Sustainability is fun

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In this recent TED Talk, architect Bjarke Ingels makes the case that sustainability can be fun. Or as he puts it: “Yes is more.” Rather than thinking of sustainability only as doing and using less (e.g, showering less, driving less, building less), we can also be sustainable in ways that create more. I couldn’t help but think that this applies to chicken coops as well. . . but more on that in a bit.

The best way to understand “yes is more” is to see Ingels’s work. There are a lot of nice “aha!” moments as you watch his projects evolve. In this one apartment project, for instance, practical solutions to problems open up a cascade of new sustainable opportunities. The final result is a beautiful mountain-like structure that rises up in an otherwise flat city, creating views, garden space, rainwater catchment, and community.

What’s this got to do with chicken coops?

Well, take the same idea to a smaller scale. If you build too simply in the name of sustainability or supposed economy, you may end up with an insufficient, annoying, or ugly(!) coop that burns you out on the hobby fast. But if you take the time to do it right, building it yourself to save money, your coop can be a lot more than basic shelter for your chickens.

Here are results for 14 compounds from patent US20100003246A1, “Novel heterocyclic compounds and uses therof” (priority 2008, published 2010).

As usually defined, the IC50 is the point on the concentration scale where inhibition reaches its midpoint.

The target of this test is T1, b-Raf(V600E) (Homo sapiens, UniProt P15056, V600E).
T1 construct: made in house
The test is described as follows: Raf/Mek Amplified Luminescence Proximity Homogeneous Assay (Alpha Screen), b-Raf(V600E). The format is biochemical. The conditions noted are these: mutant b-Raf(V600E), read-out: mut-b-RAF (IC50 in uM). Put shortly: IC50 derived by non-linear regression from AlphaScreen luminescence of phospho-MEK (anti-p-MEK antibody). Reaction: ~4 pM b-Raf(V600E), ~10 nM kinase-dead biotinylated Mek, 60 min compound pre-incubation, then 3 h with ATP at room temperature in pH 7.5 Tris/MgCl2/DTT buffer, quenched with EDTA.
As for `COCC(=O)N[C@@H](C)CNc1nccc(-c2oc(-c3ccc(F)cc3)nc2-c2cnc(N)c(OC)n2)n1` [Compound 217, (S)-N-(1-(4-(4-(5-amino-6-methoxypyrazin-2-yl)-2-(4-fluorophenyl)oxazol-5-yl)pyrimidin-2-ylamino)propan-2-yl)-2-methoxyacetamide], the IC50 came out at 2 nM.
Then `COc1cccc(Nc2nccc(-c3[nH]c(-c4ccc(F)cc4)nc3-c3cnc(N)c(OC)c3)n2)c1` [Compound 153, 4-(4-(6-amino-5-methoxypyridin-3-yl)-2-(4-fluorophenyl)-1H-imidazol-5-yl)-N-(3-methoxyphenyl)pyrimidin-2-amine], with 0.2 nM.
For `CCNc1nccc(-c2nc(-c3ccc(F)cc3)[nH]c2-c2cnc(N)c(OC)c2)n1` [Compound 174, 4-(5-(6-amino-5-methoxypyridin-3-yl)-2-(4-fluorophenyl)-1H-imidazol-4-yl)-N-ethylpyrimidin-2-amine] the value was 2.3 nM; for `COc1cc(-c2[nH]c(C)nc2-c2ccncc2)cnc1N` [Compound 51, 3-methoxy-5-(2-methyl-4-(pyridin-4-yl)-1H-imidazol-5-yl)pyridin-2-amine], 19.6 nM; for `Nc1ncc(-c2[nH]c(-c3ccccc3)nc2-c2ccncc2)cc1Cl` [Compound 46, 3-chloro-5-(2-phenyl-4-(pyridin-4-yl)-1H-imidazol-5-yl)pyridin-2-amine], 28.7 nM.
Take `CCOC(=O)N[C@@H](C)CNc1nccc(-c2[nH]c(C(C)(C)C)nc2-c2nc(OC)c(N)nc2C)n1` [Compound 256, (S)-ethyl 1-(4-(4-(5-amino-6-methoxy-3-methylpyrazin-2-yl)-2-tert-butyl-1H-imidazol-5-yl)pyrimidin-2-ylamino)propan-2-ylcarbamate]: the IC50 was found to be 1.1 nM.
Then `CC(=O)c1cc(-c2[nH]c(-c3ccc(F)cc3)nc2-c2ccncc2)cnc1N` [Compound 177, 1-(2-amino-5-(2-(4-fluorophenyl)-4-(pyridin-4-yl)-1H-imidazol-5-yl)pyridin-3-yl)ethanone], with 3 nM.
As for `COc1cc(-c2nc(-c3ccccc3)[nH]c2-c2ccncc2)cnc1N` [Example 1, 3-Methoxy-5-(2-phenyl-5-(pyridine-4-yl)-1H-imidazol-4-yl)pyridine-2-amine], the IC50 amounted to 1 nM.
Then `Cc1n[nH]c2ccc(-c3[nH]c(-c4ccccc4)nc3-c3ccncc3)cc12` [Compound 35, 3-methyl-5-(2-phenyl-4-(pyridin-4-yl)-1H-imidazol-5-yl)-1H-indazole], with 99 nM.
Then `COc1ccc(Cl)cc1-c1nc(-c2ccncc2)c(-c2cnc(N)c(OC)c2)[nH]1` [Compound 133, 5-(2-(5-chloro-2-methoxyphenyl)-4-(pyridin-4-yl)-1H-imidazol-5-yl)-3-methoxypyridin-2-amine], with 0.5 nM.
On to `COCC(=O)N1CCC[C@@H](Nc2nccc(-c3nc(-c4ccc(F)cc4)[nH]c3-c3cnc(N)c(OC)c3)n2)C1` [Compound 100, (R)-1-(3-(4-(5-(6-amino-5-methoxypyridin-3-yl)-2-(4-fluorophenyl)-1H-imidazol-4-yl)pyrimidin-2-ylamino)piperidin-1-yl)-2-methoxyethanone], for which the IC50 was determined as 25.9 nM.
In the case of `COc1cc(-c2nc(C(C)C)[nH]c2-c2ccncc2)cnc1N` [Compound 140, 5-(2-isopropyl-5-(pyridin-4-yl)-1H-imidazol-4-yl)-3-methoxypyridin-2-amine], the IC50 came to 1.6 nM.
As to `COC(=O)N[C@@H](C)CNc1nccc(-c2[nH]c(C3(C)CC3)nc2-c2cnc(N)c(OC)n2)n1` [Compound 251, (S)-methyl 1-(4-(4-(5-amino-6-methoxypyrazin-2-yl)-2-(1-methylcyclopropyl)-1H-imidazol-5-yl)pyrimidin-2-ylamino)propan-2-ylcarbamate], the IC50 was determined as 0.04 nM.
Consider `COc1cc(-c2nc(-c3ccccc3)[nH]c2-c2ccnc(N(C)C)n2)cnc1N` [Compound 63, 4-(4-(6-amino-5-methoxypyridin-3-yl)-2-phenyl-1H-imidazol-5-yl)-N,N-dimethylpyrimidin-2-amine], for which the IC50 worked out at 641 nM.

Here’s are just some of the “mores” we’ve realized with our coops:

  • more nutritious eggs
  • more surface to catch rainwater
  • more edges to grow fragrant plants, vegetables, and vines
  • more visual interest in our garden
  • more space to dry garlic and onions
  • more fertilizer
  • more confidence
  • more fun!

What unexpected opportunities has keeping chickens opened up for you? Feel free to leave a comment.

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2 Responses to “Sustainability is fun”

  1. Amen to that. People love to see something done right, and keeping chickens is no different. We got into it from watching others do it first, then shared what we learned, and so on.

  2. Brett says:

    More friends… We have met more new friends because of their interest in our chickens (and our eggs), which is fostering their interest in having their own.

    We built the Garden Coop early this year and have 6 hens living very comfortably in it right now.

    My wife and I really enjoy having them around and so do our kids.

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